- Your skills may have gone away after all of this contract work. Most contract attorneys do not have to perform at the same level as they would while working on a major corporate transaction or writing a brief. The perception of many law firms is that the contract attorney’s skills may have atrophied by doing this work.
6. Taking Too Much Time Off. While there is nothing wrong with having a child, getting sick, or any other absences from the office, if you take too much time off, you are going to be seen as lacking drive and commitment and will come back from your absence to find that no one is willing to give you work.
I once saw an attorney get fired for taking a vacation. He had a legitimately bad review (he had not been doing good work) and was told he needed to improve immediately. He took a vacation a few weeks later, and it did not go over well at all.
“We are sorry to inform you we are going to have to let you go for taking a vacation…”
“Are you kidding?”
“No, we do not think you take your job seriously …”
Few attorneys are likely to lose their jobs over a vacation, but if you take too much time off, you will lose your job.
One of my absolute favorite reasons for taking an extended absence is “paternity leave.” Most firms have an “on-the-books policy” that allows male associates to take something called paternity leave when their child is born. At the recruiting firm I work for, attorneys regularly contact us after having returned to their law firms after taking a multi-week paternity leave.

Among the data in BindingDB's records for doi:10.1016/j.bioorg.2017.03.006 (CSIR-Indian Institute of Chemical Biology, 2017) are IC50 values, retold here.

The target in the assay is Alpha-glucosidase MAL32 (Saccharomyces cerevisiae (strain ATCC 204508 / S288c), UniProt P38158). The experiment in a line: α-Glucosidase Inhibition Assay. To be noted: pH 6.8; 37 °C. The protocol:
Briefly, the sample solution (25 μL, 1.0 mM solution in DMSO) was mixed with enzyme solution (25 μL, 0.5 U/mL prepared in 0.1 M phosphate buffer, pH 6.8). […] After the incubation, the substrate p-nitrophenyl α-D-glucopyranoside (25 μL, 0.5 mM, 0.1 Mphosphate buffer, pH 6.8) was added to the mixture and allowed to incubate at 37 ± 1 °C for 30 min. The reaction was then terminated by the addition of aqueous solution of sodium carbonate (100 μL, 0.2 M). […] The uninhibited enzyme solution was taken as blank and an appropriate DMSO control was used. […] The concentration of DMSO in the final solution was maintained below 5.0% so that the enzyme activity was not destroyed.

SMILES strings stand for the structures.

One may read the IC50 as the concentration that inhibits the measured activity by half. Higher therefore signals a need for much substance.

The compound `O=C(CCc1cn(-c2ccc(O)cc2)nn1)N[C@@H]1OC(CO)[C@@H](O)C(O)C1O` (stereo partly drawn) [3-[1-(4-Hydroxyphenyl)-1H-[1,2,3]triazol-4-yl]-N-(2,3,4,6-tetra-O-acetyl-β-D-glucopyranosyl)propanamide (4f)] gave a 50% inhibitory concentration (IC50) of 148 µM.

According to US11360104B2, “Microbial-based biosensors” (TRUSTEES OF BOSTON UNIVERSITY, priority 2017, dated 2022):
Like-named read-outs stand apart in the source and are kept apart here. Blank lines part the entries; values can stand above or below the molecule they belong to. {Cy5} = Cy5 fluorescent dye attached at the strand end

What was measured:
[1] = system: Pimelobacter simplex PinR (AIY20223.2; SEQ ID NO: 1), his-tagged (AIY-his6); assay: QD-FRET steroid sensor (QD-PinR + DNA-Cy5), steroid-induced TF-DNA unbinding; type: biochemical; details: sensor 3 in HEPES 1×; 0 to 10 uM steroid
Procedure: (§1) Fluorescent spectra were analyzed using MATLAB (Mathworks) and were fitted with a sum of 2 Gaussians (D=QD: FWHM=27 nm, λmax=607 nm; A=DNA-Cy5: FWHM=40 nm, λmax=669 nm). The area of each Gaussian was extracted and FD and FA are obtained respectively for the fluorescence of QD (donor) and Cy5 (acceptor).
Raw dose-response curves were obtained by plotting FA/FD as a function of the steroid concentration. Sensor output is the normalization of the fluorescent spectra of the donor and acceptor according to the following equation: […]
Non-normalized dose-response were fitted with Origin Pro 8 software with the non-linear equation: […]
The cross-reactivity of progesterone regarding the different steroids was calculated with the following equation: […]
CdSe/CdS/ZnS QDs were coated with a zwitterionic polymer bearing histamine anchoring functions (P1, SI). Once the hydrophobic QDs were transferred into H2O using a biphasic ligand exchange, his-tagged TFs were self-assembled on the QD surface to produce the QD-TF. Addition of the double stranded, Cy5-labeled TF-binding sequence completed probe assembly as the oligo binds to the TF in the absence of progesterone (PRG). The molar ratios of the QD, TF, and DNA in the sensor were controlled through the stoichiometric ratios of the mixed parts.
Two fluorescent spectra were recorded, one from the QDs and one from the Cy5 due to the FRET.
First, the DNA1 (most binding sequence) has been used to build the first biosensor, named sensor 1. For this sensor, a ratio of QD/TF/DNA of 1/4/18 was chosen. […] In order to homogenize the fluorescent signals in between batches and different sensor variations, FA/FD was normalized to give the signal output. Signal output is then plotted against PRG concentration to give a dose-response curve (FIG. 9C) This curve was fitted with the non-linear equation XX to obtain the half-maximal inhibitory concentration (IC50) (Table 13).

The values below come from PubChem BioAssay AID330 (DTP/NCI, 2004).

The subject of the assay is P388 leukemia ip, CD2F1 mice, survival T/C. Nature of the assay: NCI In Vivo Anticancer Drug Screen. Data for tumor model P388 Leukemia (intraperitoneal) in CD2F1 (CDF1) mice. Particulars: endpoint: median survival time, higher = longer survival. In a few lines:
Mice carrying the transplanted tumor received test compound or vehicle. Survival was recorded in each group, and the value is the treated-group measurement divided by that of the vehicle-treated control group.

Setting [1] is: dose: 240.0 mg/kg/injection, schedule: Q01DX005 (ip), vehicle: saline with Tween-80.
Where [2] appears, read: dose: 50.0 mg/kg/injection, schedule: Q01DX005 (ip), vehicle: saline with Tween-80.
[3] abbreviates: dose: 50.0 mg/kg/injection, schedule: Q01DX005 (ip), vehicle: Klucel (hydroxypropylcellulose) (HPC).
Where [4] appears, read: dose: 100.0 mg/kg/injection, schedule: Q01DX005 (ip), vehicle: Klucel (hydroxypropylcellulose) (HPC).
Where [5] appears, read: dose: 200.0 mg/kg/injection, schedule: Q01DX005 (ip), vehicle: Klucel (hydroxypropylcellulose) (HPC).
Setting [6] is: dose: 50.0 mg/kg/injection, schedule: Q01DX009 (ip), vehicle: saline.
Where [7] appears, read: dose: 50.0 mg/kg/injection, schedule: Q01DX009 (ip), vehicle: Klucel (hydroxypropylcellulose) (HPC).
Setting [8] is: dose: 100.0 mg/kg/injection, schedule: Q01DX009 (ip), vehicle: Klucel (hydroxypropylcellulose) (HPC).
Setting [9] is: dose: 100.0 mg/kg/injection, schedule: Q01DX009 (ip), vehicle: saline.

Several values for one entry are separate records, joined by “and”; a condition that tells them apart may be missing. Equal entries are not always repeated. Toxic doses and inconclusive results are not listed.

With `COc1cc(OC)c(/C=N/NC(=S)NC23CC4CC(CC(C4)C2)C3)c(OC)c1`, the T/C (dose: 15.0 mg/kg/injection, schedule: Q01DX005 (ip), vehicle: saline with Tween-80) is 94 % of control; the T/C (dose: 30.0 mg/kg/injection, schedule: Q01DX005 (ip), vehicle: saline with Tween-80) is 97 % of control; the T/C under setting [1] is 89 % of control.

“I cannot figure it out. I’ve never billed less than 2,400 hours. I’ve been back in the office two months now, and no one has given me anything to do,” the associate might tell me in a confused tone.
“Where were you?”
“I took six weeks of paternity leave.”
“They are never going to give you anything to do again. My advice—never tell anyone you took paternity leave for the rest of your life. Your career is over with your current law firm. Let’s talk about the future.”
If you take paternity leave, the odds are low that work will be waiting for you when you return. There are probably partners in your own firm who were busy doing deals and were not even in the same city, much less the hospital, when some of their children were born. What kind of man do you think they think takes paternity leave?